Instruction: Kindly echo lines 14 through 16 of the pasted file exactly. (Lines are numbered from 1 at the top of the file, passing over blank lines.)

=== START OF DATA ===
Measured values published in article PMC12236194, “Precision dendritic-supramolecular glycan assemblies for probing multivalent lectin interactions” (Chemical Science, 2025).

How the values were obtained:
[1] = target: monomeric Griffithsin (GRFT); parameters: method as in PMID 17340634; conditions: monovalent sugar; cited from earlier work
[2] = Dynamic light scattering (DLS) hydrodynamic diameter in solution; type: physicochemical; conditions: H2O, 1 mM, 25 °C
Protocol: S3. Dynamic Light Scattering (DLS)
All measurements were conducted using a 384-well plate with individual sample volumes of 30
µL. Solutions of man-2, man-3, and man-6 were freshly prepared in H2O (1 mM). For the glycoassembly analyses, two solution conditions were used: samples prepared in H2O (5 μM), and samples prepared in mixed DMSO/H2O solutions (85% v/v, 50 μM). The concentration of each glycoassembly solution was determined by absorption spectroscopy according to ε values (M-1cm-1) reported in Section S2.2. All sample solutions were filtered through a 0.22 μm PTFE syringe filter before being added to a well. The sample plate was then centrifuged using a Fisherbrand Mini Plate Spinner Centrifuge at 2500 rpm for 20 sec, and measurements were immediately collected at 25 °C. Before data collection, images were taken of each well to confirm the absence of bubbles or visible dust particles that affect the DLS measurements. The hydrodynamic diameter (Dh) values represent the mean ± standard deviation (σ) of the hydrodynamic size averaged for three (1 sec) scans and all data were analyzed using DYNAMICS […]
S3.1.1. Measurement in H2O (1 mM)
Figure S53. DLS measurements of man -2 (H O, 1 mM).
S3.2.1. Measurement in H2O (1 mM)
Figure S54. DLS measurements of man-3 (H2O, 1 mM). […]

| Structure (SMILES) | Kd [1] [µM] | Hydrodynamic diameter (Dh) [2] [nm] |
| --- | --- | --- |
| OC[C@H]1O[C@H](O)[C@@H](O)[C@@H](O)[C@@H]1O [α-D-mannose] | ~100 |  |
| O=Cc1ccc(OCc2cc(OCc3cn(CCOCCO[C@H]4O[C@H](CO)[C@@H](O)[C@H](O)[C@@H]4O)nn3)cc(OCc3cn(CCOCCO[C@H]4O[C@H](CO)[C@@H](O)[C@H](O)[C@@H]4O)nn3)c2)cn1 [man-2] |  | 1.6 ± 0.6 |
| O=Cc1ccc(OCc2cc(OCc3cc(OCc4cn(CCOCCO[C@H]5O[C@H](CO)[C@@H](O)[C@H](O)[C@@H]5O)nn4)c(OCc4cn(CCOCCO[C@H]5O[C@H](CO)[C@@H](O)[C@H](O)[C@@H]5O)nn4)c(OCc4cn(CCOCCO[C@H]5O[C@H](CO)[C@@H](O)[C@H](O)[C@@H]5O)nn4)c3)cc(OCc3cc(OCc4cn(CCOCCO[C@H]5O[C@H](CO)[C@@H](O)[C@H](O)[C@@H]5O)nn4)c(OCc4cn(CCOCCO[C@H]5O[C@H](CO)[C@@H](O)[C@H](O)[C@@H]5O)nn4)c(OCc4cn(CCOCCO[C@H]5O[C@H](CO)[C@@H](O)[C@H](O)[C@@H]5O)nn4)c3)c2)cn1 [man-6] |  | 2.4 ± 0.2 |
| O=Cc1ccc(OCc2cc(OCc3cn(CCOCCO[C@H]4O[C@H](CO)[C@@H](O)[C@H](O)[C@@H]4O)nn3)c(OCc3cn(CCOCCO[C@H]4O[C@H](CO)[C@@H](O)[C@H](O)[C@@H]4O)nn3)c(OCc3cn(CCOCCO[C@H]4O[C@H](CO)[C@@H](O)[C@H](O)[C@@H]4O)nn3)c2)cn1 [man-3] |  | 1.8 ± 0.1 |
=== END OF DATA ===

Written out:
| OC[C@H]1O[C@H](O)[C@@H](O)[C@@H](O)[C@@H]1O [α-D-mannose] | ~100 |  |
| O=Cc1ccc(OCc2cc(OCc3cn(CCOCCO[C@H]4O[C@H](CO)[C@@H](O)[C@H](O)[C@@H]4O)nn3)cc(OCc3cn(CCOCCO[C@H]4O[C@H](CO)[C@@H](O)[C@H](O)[C@@H]4O)nn3)c2)cn1 [man-2] |  | 1.6 ± 0.6 |
| O=Cc1ccc(OCc2cc(OCc3cc(OCc4cn(CCOCCO[C@H]5O[C@H](CO)[C@@H](O)[C@H](O)[C@@H]5O)nn4)c(OCc4cn(CCOCCO[C@H]5O[C@H](CO)[C@@H](O)[C@H](O)[C@@H]5O)nn4)c(OCc4cn(CCOCCO[C@H]5O[C@H](CO)[C@@H](O)[C@H](O)[C@@H]5O)nn4)c3)cc(OCc3cc(OCc4cn(CCOCCO[C@H]5O[C@H](CO)[C@@H](O)[C@H](O)[C@@H]5O)nn4)c(OCc4cn(CCOCCO[C@H]5O[C@H](CO)[C@@H](O)[C@H](O)[C@@H]5O)nn4)c(OCc4cn(CCOCCO[C@H]5O[C@H](CO)[C@@H](O)[C@H](O)[C@@H]5O)nn4)c3)c2)cn1 [man-6] |  | 2.4 ± 0.2 |